August 18, 2017

Archives for June 2007

Behind the iPhone Frenzy

Let me say right up front that I have not accepted the Jesus Phone as my personal Lord and Savior. The iPhone might turn out to be insanely great. It might become the best-selling mobile phone ever. Or it might not.

Either way, the iPhone’s arrival and the attendant frenzy mark the beginning of a new phase in the mobile phone world – a phase based on the radical notion that it’s possible to make a pocket-sized device that is a pretty good phone and a pretty good networked computer at the same time.

From a purely technical standpoint, this isn’t surprising at all. Phones are basically computers, and we know how to cram a decent computer into a small, low-power package. The engineering isn’t trivial but we know it can be done. Apple might have modestly better engineering, and significantly better human-factors design, but what they’re doing has been technically possible all along.

Yet somehow it hasn’t happened, because the mobile carriers don’t want it to happen. They have clung to their walled garden models, offering limited, captive services rather than allowing easy development of Internet applications for mobile devices. An open system would provide more benefit overall, but most of that benefit would accrue to consumers. The carriers would rather get a big share of a small pie, than a small share of a big pie.

In most markets, competition keeps this kind of thing from happening, by forcing producers to account for consumer preferences. You would expect competition to have forced the mobile networks open by now, whether the carriers liked it or not. But this hasn’t happened yet. The carriers have managed to keep control by locking customers in to long contracts and erecting barriers to the entry of new devices and applications. The system seemed to be stuck in an unstable equilibrium. All we needed was some kind of shock, to get the ball rolling downhill.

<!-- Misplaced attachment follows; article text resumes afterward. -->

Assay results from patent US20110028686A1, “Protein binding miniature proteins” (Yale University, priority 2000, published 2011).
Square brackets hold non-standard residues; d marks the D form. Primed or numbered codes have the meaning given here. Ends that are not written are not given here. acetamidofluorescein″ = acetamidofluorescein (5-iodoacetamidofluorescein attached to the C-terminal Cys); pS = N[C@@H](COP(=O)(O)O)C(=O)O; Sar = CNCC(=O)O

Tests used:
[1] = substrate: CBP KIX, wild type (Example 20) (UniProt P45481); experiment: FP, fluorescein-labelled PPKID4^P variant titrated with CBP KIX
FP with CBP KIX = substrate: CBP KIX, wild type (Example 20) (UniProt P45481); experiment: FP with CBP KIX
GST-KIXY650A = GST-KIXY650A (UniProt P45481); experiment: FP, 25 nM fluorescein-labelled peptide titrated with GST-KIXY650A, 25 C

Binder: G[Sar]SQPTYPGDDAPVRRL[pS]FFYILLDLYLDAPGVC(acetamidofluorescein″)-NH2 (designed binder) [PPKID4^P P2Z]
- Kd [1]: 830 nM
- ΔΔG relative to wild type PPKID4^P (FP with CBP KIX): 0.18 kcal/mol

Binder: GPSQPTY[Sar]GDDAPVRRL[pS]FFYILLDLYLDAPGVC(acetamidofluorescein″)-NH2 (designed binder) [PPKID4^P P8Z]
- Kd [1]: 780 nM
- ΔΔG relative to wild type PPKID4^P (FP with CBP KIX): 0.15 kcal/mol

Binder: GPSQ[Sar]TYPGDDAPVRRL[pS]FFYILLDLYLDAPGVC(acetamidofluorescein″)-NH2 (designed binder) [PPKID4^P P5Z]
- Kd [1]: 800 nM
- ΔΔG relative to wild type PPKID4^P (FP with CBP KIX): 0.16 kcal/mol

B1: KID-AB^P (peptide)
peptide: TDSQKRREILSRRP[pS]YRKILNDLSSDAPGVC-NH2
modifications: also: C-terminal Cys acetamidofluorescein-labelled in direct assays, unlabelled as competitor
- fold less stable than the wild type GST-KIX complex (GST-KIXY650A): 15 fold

Only a company with marketing muscle, design mojo, and a world-historic Reality Distortion Field could provide the needed bump. Apple decided to try, in the hope of selling zillions of the new, more capable devices. The real significance of the iPhone, whether it succeeds or fails in the market, is that it will trigger the transition to more open networks. Once people see that a pretty good phone can be a pretty good mobile computer, they won’t settle for less anymore; and mobile networks will be pried open.

Whether or not the Jesus Phone achieves worldly success, it will succeed in its own way by convincing people that the world can be different.

Why CEOs and Companies Break the Law

Ben Horowitz, CEO of Opsware, offers an interesting essay on why so many bigshot CEOs seem to be in legal trouble. Why, he asks, would a rich and powerful executive risk going to prison? The easy answer, greed, is too simple because many of these guys were already tremendously rich and stood to gain little or nothing personally from the illegal acts. There must have been something else driving them.

One answer is pride. Exhibit A is WorldCom CEO Bernie Ebbers (now doing 25 years for fraud and conspiracy).

As WorldCom grew at a rapid pace, Bernie set expectations high. This led investors to give him advance credit, thus boosting his stock, which was the currency he used to build his company. When Bernie saw that WorldCom wasn’t going to meet those high expectations, and that thousands of shareholders to whom he had promised great performance would lose their money, and thousands of employees who he had hired would lose their jobs, he was willing to do anything to make things right. Even if it meant doing things that were wrong.

Like a killer committing his second murder, the decisions to commit fraud must have come easier as Bernie gained experience. In addition, the stakes continued to get higher. He continued to commit fraud, because if he hadn’t, there was a 100% chance that he would let everyone down who mattered to him and he would no longer be the person that he had worked so hard to become. He wouldn’t be Bernie Ebbers #11 in Time Magazine’s Cyber Elite; he’d be Bernie Ebbers, former milkman, bouncer, and disgraced CEO.

If this is right, Ebbers defined himself by the success of WorldCom. If the company failed, then his work – his contribution to society – would evaporate.